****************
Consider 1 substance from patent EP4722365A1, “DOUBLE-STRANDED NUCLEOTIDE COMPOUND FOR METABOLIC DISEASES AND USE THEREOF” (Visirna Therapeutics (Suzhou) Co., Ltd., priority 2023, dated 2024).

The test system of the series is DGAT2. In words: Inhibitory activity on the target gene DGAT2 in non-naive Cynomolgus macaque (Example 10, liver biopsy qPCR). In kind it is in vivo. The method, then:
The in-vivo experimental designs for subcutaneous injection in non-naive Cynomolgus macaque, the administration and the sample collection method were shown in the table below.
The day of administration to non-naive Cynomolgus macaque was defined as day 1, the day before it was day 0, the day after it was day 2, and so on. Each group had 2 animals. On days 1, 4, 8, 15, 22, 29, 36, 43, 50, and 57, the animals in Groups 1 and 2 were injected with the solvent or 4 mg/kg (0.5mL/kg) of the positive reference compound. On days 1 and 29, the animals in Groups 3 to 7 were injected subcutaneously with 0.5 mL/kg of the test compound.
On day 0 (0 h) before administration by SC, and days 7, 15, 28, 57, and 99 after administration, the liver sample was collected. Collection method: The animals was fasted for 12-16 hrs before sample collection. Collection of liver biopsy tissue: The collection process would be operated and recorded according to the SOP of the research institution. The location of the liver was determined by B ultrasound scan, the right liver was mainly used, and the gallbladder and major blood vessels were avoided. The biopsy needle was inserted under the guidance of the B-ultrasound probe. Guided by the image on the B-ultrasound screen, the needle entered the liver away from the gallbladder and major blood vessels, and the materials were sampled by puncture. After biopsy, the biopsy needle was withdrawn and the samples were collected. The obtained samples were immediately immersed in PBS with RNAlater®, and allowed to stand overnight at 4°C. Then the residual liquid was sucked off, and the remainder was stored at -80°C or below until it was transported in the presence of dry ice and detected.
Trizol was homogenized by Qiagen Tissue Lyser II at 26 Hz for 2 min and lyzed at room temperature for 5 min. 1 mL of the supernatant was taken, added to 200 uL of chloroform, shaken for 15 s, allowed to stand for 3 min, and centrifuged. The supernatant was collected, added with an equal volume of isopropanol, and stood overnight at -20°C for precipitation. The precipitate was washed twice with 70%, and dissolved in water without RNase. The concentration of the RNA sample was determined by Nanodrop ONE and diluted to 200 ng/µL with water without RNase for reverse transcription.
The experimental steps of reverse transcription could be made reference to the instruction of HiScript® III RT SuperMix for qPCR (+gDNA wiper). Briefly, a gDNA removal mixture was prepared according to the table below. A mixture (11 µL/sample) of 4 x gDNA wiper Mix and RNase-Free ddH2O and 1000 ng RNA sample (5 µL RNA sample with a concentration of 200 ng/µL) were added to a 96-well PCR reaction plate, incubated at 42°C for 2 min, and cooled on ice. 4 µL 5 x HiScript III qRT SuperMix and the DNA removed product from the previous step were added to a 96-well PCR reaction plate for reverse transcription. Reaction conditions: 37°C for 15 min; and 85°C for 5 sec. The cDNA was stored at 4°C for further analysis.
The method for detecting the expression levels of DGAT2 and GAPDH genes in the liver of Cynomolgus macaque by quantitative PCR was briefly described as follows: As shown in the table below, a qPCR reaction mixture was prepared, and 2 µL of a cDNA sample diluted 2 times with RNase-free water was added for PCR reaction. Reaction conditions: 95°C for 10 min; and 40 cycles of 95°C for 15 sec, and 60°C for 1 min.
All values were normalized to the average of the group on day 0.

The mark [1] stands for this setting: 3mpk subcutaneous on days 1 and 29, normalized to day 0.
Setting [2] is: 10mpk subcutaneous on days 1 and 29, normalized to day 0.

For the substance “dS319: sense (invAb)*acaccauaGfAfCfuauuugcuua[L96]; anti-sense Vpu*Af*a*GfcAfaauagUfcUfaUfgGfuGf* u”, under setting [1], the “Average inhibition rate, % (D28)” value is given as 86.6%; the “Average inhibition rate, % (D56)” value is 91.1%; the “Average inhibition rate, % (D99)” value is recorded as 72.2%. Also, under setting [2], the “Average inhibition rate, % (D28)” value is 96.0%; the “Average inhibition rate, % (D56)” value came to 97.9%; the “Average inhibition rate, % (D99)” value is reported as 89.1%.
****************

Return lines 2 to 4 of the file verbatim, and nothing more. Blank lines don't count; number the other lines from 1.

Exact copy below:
The test system of the series is DGAT2. In words: Inhibitory activity on the target gene DGAT2 in non-naive Cynomolgus macaque (Example 10, liver biopsy qPCR). In kind it is in vivo. The method, then:
The in-vivo experimental designs for subcutaneous injection in non-naive Cynomolgus macaque, the administration and the sample collection method were shown in the table below.
The day of administration to non-naive Cynomolgus macaque was defined as day 1, the day before it was day 0, the day after it was day 2, and so on. Each group had 2 animals. On days 1, 4, 8, 15, 22, 29, 36, 43, 50, and 57, the animals in Groups 1 and 2 were injected with the solvent or 4 mg/kg (0.5mL/kg) of the positive reference compound. On days 1 and 29, the animals in Groups 3 to 7 were injected subcutaneously with 0.5 mL/kg of the test compound.